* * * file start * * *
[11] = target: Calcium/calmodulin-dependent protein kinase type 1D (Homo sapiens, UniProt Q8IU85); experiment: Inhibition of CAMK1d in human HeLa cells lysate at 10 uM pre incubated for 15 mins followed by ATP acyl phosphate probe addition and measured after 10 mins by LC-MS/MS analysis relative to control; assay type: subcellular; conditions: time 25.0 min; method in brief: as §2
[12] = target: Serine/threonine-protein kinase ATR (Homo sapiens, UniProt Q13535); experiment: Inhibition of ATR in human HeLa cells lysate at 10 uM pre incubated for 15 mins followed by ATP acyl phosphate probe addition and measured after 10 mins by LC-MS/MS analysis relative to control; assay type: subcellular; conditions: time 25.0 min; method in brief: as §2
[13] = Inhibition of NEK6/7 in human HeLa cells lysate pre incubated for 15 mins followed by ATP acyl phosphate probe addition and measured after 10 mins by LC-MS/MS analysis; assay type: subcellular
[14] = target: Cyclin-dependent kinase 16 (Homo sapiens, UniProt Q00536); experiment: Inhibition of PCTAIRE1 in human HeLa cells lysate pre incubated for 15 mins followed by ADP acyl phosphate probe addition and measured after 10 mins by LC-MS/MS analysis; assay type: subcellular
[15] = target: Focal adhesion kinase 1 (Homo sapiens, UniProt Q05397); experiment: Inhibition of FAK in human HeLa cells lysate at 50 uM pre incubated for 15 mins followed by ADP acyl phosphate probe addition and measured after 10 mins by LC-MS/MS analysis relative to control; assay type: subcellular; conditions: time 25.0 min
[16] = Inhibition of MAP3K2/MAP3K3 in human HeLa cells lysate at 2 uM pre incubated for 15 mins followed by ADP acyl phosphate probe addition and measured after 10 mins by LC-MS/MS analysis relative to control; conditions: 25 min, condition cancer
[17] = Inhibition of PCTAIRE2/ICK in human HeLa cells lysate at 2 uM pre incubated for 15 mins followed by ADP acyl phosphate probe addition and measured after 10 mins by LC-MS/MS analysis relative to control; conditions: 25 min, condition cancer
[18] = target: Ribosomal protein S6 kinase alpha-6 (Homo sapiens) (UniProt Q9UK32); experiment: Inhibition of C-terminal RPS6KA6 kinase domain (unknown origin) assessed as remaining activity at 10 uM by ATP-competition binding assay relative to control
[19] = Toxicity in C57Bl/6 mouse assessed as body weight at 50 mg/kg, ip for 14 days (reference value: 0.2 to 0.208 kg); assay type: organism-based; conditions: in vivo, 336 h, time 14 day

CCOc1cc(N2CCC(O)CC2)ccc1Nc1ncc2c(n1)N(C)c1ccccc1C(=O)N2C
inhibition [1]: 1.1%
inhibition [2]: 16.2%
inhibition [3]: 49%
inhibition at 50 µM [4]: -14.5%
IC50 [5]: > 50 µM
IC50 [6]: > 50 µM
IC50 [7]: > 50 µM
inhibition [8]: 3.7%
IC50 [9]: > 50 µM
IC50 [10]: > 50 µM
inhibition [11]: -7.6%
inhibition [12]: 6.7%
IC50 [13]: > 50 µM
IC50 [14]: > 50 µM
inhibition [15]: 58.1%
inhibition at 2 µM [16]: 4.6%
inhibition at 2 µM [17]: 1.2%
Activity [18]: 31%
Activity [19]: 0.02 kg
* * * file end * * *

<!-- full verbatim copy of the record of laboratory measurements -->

[11] = target: Calcium/calmodulin-dependent protein kinase type 1D (Homo sapiens, UniProt Q8IU85); experiment: Inhibition of CAMK1d in human HeLa cells lysate at 10 uM pre incubated for 15 mins followed by ATP acyl phosphate probe addition and measured after 10 mins by LC-MS/MS analysis relative to control; assay type: subcellular; conditions: time 25.0 min; method in brief: as §2
[12] = target: Serine/threonine-protein kinase ATR (Homo sapiens, UniProt Q13535); experiment: Inhibition of ATR in human HeLa cells lysate at 10 uM pre incubated for 15 mins followed by ATP acyl phosphate probe addition and measured after 10 mins by LC-MS/MS analysis relative to control; assay type: subcellular; conditions: time 25.0 min; method in brief: as §2
[13] = Inhibition of NEK6/7 in human HeLa cells lysate pre incubated for 15 mins followed by ATP acyl phosphate probe addition and measured after 10 mins by LC-MS/MS analysis; assay type: subcellular
[14] = target: Cyclin-dependent kinase 16 (Homo sapiens, UniProt Q00536); experiment: Inhibition of PCTAIRE1 in human HeLa cells lysate pre incubated for 15 mins followed by ADP acyl phosphate probe addition and measured after 10 mins by LC-MS/MS analysis; assay type: subcellular
[15] = target: Focal adhesion kinase 1 (Homo sapiens, UniProt Q05397); experiment: Inhibition of FAK in human HeLa cells lysate at 50 uM pre incubated for 15 mins followed by ADP acyl phosphate probe addition and measured after 10 mins by LC-MS/MS analysis relative to control; assay type: subcellular; conditions: time 25.0 min
[16] = Inhibition of MAP3K2/MAP3K3 in human HeLa cells lysate at 2 uM pre incubated for 15 mins followed by ADP acyl phosphate probe addition and measured after 10 mins by LC-MS/MS analysis relative to control; conditions: 25 min, condition cancer
[17] = Inhibition of PCTAIRE2/ICK in human HeLa cells lysate at 2 uM pre incubated for 15 mins followed by ADP acyl phosphate probe addition and measured after 10 mins by LC-MS/MS analysis relative to control; conditions: 25 min, condition cancer
[18] = target: Ribosomal protein S6 kinase alpha-6 (Homo sapiens) (UniProt Q9UK32); experiment: Inhibition of C-terminal RPS6KA6 kinase domain (unknown origin) assessed as remaining activity at 10 uM by ATP-competition binding assay relative to control
[19] = Toxicity in C57Bl/6 mouse assessed as body weight at 50 mg/kg, ip for 14 days (reference value: 0.2 to 0.208 kg); assay type: organism-based; conditions: in vivo, 336 h, time 14 day

CCOc1cc(N2CCC(O)CC2)ccc1Nc1ncc2c(n1)N(C)c1ccccc1C(=O)N2C
inhibition [1]: 1.1%
inhibition [2]: 16.2%
inhibition [3]: 49%
inhibition at 50 µM [4]: -14.5%
IC50 [5]: > 50 µM
IC50 [6]: > 50 µM
IC50 [7]: > 50 µM
inhibition [8]: 3.7%
IC50 [9]: > 50 µM
IC50 [10]: > 50 µM
inhibition [11]: -7.6%
inhibition [12]: 6.7%
IC50 [13]: > 50 µM
IC50 [14]: > 50 µM
inhibition [15]: 58.1%
inhibition at 2 µM [16]: 4.6%
inhibition at 2 µM [17]: 1.2%
Activity [18]: 31%
Activity [19]: 0.02 kg